Films for the 2020 awards must have been been theatrically exhibited publicly to a paying audience on at least 10 commercial screens in the U.K. for at least seven days in aggregate. Alex Ritman, The Hollywood Reporter, "BAFTA Adding Casting Category to 2020 Film, TV Awards," 7 Aug. 2019 The longer-term dot is a measure of where the Fed collectively, on aggregate, thinks it’s going to go. Daniel Kruger, WSJ, "Once a Lonely Bond Bull, HSBC’s Steven Major Takes Stock of This Year’s Rally," 28 June 2019 By 1966, Madrid were back in the European Cup final, having exorcised the ghosts of Inter by dumping Herrera's side out 2-1 on aggregate in the semis. SI.com, "Miguel Muñoz: The Man Who Told Alfredo Di Stefano to F*ck Off & Led the Ye-Ye's to European Glory," 25 July 2019 Apple tells me that performance on this year’s model in the aggregate should be the same as last year’s. Dieter Bohn, The Verge, "Apple MacBook Air (2019) review: the new normal," 17 July 2019 And new evidence suggests that in the aggregate, those faults might rupture more frequently than previously thought. Sandi Doughton, The Seattle Times, "Friday earthquakes on a crustal fault show it’s not only the ‘Big One’ we should fear," 13 July 2019 Madrid beat Bayern Munich 4-3 on aggregate in the other semifinal. Afp, chicagotribune.com, "Henderson: Liverpool 'never do it the easy way'," 2 May 2018 Madrid beat Bayern Munich, 4-3, on aggregate in the other semifinal. Andrew Dampf, BostonGlobe.com, "Liverpool advances to Champions League final," 2 May 2018 The bag limit for game turtles is four per day (singly or in aggregate), and the possession limit is 8 (total) for these species. Tim Evans, Indianapolis Star, "Snapping turtles: 5 things you need to know," 14 July 2019

These example sentences are selected automatically from various online news sources to reflect current usage of the word 'aggregate.' Views expressed in the examples do not represent the opinion of Merriam-Webster or its editors. Send us feedback.

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First Known Use of aggregate

Adjective

15th century, in the meaning defined above

Verb

15th century, in the meaning defined at sense 1

Noun

15th century, in the meaning defined at sense 1

History and Etymology for aggregate

Adjective

Middle English aggregat, borrowed from Latin aggregātus, past participle of aggregāre "to cause to flock together, join, include, lump together," from ad- ad- + -gregāre, verbal derivative of greg-, grex "flock, herd, group" — more at gregarious

Verb

Middle English aggregaten, borrowed from Latin aggregātus, past participle of aggregāre "to cause to flock together, join" — more at aggregate entry 1

Noun

Middle English aggregat, borrowed from Medieval Latin aggregātus, noun derivative of Latin aggregātus, past participle of aggregāre "to cause to flock together, join" — more at aggregate entry 1

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Last Updated

15 Aug 2019

Look-up Popularity

Time Traveler for aggregate

The first known use of aggregate was in the 15th century

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More Definitions for aggregate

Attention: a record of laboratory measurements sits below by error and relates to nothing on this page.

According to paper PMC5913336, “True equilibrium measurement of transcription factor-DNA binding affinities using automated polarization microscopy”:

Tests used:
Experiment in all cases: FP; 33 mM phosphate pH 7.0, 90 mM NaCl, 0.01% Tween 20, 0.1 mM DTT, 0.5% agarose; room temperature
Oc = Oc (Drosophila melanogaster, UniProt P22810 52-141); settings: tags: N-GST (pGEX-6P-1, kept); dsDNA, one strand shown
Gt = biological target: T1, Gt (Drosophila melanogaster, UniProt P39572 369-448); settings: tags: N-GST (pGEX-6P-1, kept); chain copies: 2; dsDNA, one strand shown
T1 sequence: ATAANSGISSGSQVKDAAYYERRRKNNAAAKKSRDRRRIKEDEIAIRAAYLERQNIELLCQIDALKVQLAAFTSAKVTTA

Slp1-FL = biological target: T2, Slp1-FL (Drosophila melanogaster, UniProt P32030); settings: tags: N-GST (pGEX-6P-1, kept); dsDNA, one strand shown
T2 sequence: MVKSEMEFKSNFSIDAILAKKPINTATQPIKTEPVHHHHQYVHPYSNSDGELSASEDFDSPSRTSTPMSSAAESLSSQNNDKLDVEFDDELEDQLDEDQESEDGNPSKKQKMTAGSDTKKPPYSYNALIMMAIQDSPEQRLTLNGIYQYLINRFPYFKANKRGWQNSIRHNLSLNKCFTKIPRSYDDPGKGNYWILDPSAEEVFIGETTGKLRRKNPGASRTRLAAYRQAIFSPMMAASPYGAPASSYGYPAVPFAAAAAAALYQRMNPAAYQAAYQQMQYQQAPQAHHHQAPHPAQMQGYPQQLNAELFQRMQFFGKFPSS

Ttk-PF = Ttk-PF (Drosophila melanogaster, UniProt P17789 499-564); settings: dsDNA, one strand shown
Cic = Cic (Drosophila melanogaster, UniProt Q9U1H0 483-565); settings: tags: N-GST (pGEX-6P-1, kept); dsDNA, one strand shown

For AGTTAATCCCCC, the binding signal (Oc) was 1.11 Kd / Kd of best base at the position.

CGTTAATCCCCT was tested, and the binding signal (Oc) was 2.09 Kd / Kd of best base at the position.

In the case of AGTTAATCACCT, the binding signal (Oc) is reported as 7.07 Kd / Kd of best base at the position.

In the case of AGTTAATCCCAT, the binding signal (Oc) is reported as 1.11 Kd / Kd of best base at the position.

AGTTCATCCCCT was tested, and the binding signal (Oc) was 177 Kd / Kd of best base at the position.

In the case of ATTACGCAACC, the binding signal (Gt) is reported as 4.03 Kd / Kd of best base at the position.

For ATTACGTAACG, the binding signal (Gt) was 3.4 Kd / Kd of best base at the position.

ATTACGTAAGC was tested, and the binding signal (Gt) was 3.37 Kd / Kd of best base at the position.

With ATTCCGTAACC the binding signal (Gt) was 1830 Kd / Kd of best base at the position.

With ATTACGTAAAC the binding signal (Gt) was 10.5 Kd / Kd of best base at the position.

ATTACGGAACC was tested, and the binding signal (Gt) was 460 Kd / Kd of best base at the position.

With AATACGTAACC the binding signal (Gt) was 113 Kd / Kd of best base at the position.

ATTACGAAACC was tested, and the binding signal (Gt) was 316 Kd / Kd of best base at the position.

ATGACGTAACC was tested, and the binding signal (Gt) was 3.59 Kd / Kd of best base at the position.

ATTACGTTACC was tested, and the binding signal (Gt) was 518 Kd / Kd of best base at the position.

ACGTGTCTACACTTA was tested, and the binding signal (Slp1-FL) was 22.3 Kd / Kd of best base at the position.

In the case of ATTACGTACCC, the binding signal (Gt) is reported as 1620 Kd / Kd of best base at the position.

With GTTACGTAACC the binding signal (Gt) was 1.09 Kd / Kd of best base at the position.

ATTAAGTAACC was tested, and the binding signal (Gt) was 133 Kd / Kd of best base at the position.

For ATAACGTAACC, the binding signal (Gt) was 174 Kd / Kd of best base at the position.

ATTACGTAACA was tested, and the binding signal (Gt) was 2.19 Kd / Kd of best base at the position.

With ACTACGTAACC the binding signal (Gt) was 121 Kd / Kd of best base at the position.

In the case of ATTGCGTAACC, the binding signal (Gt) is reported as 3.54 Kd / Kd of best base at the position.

aggregate

adjective

English Language Learners Definition of aggregate

 (Entry 1 of 3)

: formed by adding together two or more amounts

aggregate

verb

English Language Learners Definition of aggregate (Entry 2 of 3)

formal
: to join or combine into a single group
: to equal a specified number or amount

aggregate

noun

English Language Learners Definition of aggregate (Entry 3 of 3)

formal : a total amount

aggregate

verb
ag·​gre·​gate | \ ˈa-gri-ˌgāt How to pronounce aggregate (audio) \
aggregated; aggregating

Kids Definition of aggregate

 (Entry 1 of 2)

: to collect or gather into a mass or whole The particles of sand aggregated into giant dunes.

aggregate

noun
ag·​gre·​gate | \ ˈa-gri-gət How to pronounce aggregate (audio) \

Kids Definition of aggregate (Entry 2 of 2)

1 : a mass or body of units or parts The rock is an aggregate of several minerals.
2 : the whole sum or amount They won by an aggregate of 30 points.

aggregate

adjective
ag·​gre·​gate | \ ˈag-ri-gət How to pronounce aggregate (audio) \

Medical Definition of aggregate

 (Entry 1 of 3)

: formed by the collection of units or particles into a body, mass, or amount

Other Words from aggregate

aggregation \ ˌag-​ri-​ˈgā-​shən How to pronounce aggregation (audio) \ noun
It is now known that these calcifications represent focal aggregations of calcium hydroxyapatite … Medical Radiography & Photography, 1982

aggregate

transitive verb
ag·​gre·​gate | \ -ˌgāt How to pronounce aggregate (audio) \
aggregated; aggregating

Medical Definition of aggregate (Entry 2 of 3)

: to collect or gather into a mass or whole aggregated human albumin

aggregate

noun
ag·​gre·​gate | \ -gət How to pronounce aggregate (audio) \

Medical Definition of aggregate (Entry 3 of 3)

: a mass or body of units or parts somewhat loosely associated with one another

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aggregate

adjective
ag·​gre·​gate | \ ˈa-grə-gət How to pronounce aggregate (audio) \

Legal Definition of aggregate

 (Entry 1 of 3)

: taken as a total aggregate liability

aggregate

verb
ag·​gre·​gate | \ ˈa-grə-ˌgāt How to pronounce aggregate (audio) \
aggregated; aggregating

Legal Definition of aggregate (Entry 2 of 3)

transitive verb

1 : to combine or gather into a whole class members may aggregate their individual claims — compare join
2 : to amount to an award aggregating $100,000

intransitive verb

: to form an aggregate they may not aggregate if their claims are regarded as “separate and distinct”— J. M. Landers et al.

aggregate

noun
ag·​gre·​gate | \ ˈa-grə-gət How to pronounce aggregate (audio) \

Legal Definition of aggregate (Entry 3 of 3)

1 : total amount may sue in federal court if the aggregate of the claims exceeds $75,000
2 : a whole made up of individual units the aggregate of operative facts